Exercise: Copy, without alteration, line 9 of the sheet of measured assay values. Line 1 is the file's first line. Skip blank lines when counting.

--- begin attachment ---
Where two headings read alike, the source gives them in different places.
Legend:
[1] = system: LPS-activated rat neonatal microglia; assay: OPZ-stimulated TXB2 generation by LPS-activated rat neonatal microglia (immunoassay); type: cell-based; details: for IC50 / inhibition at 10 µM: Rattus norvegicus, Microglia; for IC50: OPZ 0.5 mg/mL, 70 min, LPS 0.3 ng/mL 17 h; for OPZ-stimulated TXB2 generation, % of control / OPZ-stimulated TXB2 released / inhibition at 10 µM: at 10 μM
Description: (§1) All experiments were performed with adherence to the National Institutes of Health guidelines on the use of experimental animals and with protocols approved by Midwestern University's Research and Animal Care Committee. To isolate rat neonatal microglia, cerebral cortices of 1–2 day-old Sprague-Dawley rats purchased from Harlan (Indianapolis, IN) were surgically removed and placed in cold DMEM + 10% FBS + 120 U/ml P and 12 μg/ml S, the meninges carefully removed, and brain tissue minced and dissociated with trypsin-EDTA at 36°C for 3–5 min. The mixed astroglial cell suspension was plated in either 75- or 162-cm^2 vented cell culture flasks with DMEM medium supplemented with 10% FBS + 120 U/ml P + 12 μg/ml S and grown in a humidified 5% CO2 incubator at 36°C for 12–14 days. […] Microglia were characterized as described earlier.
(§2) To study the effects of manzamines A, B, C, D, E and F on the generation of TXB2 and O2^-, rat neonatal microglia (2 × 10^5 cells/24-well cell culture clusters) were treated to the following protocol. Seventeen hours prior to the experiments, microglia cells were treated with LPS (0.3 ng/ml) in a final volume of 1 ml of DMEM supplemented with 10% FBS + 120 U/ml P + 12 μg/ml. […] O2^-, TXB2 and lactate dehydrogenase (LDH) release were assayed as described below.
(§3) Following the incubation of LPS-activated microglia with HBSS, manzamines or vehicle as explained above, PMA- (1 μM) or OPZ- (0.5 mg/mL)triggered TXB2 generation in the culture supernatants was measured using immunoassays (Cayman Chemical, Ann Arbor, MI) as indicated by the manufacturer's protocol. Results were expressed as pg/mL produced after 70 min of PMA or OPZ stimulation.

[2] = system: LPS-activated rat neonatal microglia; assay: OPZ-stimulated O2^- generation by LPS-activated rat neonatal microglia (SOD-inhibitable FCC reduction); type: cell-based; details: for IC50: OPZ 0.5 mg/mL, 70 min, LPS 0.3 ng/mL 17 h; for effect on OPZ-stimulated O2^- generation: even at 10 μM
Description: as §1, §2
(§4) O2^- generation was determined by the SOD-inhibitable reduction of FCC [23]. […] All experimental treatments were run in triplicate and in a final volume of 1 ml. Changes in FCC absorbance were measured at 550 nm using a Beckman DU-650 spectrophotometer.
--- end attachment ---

(§4) O2^- generation was determined by the SOD-inhibitable reduction of FCC [23]. […] All experimental treatments were run in triplicate and in a final volume of 1 ml. Changes in FCC absorbance were measured at 550 nm using a Beckman DU-650 spectrophotometer.